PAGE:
Inside, the 2011 MX-5 is much roomier than earlier (NB or NA) generations of the car. Those taller than six foot had trouble getting comfortable in the first-generation cars, but the NC raises that comfort bar to around six foot, three inches. With the top in place, rear three-quarter visibility is a little compromised, but no worse than in the soft-top version. All NCs come with a heated glass rear window, so a power retractable hardtop MX-5 could be a year-round commuter for the diehard driving enthusiast (as long as you added a set of good winter tires).
The seats in the 2011 Special Edition were noticeably wider and softer than those in my 2006, and I suspect this has to do with the criticism Mazda received over the original NC seats. They were firmly bolstered, but sized more for Japanese and Euro buyers than for Americans. I’ve grown to like the seats in my NC, but I’d rather have the seats in the 2011 MX-5 for any long-distance trips. I’d also rather have them in cold climates, since the Special Edition seats were heated, while mine are not. Leg room in the new version is also improved; while the MX-5 still won’t fit the tallest drivers, it will fit a much higher percentage of the general population than either the NB or the NA versions.
One area of vast improvement is in interior design and layout. My 2006 MX-5 has door-mounted cup holders that intrude on knee room, and an utterly worthless center console that’s shaped to hold drinks, but blocks access to the shifter if you actually place drinks there. Worse, the console has a hard plastic cover that gets uncomfortable on your arm after a few hours driving. The 2011 MX-5 has recessed door-mounted cup holders that don’t bruise your knees, and the center console is configurable to hold more than just drinks via a removable divider. Best of all, the center console cover is padded for long distance comfort.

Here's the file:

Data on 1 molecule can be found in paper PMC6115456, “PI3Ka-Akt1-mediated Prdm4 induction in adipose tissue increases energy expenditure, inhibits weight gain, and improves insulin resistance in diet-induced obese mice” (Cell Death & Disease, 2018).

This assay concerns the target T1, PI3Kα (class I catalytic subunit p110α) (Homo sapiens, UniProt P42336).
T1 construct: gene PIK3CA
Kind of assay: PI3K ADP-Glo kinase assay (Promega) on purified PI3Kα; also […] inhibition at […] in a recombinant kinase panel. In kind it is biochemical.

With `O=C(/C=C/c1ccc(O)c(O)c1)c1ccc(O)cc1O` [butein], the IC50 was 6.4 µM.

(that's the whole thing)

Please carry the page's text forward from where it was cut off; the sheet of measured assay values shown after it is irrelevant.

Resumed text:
Mazda’s made some minor changes to the instrumentation graphics for better readability, and the redline gets bumped up to 7,200 RPM (from 6,700 RPM) in 2009 and later cars. The anti-glare plastic used by Mazda on the original NC’s instruments remains, and I can verify that it makes the instruments readable even in bright sunlight. The 2011 MX-5 Special Edition comes with automatic climate control, and I can testify that the car’s ability to crank out heat or air-conditioning extends the range of top-down motoring (especially with the windows up).
Unlike most retractable hard top convertibles, the Mazda MX-5 PRHT gives up no trunk space with the top down. Whether or not the trunk is big enough for your needs is up to you, but I’ve taken two-week road trips with my wife in ours. Pack light, and the MX-5 gives you a surprising amount of luggage room. In fact, I’d bet there’s far more luggage room in an MX-5 PRHT with the top down than in an Infiniti G37 convertible or in a Volvo C70. The Mazda also gives you a generously sized console between the seats, and storage in the bulkhead behind the driver and passenger seats.